The Dean was a commission by the orchestra for its tenth anniversary.  Apparently it has a “five-minutes-to-midnight” environmental theme.  The first movement reminded me a bit of the last act of his brother’s opera, Bliss.  It’s a long time since I heard that so doubtless the resemblance is superficial. In that and the succeeding movements there were some great orchestral effects.  There is a detailed account in Limelight Magazine’s review of the AWO’s Canberra concert the night before.  Hopefully in due course we can hear this played by a bigger orchestra – ie, the SSO should program it. [Afternote: it cries out for a bigger string section – I am far from the first to express this view – see eg here.]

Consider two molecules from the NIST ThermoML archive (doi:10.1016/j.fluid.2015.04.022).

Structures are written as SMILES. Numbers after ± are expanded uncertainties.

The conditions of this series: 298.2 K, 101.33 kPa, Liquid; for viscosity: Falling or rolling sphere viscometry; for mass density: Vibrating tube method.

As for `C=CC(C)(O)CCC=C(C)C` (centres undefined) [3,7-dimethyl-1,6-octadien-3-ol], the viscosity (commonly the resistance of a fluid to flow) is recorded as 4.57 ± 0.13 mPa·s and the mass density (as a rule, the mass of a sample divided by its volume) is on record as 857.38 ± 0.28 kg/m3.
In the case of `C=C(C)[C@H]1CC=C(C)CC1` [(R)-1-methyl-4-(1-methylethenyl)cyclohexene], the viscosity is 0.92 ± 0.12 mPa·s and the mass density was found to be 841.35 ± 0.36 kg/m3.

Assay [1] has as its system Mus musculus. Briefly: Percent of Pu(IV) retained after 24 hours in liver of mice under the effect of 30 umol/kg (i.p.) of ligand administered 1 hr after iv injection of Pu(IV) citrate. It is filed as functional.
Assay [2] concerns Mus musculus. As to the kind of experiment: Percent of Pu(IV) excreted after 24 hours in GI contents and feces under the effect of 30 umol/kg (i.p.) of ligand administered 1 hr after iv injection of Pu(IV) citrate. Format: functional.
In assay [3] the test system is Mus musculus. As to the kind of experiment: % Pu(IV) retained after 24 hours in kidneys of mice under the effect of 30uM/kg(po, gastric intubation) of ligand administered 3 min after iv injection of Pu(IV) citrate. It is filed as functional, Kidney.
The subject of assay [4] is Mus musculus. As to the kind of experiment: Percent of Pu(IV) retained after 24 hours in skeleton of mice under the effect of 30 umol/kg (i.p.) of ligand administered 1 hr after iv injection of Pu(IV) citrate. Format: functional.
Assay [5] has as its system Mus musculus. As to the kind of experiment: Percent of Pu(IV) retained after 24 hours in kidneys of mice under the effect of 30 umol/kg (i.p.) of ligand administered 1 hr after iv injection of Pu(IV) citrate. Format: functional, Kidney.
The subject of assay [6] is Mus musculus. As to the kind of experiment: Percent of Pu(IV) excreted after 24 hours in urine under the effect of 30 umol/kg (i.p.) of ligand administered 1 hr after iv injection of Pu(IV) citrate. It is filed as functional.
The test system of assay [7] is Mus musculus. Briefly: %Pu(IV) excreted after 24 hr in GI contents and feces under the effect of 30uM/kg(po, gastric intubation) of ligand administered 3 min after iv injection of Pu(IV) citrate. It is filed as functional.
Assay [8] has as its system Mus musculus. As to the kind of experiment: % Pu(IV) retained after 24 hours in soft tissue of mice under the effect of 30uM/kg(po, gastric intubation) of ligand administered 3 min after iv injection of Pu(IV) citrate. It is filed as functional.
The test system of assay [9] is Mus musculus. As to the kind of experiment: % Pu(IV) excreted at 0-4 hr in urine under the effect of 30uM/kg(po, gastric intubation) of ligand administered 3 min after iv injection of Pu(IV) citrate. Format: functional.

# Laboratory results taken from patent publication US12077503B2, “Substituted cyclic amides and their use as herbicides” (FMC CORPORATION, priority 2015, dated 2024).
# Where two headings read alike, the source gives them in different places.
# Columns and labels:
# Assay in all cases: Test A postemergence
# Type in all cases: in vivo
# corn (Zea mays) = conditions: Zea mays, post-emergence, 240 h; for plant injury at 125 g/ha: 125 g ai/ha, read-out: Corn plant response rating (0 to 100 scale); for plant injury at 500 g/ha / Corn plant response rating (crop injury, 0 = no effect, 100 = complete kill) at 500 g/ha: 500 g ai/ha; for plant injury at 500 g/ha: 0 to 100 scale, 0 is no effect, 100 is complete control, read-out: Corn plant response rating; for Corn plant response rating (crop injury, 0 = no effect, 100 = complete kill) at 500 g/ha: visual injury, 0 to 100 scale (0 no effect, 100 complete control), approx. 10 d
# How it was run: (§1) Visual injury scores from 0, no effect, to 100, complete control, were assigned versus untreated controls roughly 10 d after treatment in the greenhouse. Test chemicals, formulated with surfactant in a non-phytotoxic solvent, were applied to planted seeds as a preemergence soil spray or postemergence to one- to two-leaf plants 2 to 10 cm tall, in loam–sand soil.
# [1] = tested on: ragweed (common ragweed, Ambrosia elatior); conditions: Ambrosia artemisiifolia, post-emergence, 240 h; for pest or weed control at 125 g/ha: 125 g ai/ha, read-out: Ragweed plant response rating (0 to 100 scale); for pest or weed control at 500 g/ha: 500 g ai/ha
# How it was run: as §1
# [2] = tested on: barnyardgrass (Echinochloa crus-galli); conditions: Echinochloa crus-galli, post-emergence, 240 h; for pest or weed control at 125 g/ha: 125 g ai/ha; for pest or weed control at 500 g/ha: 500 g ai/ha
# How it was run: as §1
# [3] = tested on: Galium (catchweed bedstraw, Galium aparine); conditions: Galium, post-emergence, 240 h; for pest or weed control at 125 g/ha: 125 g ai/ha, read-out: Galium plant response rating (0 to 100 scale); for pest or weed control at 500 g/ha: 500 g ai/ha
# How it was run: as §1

I definitely look forward to hearing it a few more times when this program is eventually broadcast/internet cast on ABC “Classic FM” as I’m told it is destined to be.  Not that one can ascertain any projected date from the ABC’s website, apparently maintained on a “need to know” basis. [Update: the date is now online – 27 June.]

After interval, the mystery of the white-clad youngsters was solved.  AWO includes in its season a youth orchestra drawn from regional conservatoriums in NSW.  They sit in on rehearsals, a few AWO members play with them and they play in a concert.  They played a Brahms Hungarian dance – No 6.  It’s a nice gesture and a good deed.  You could tell it’s a regional orchestra because there are so many blond kids and relatively few “Asians.”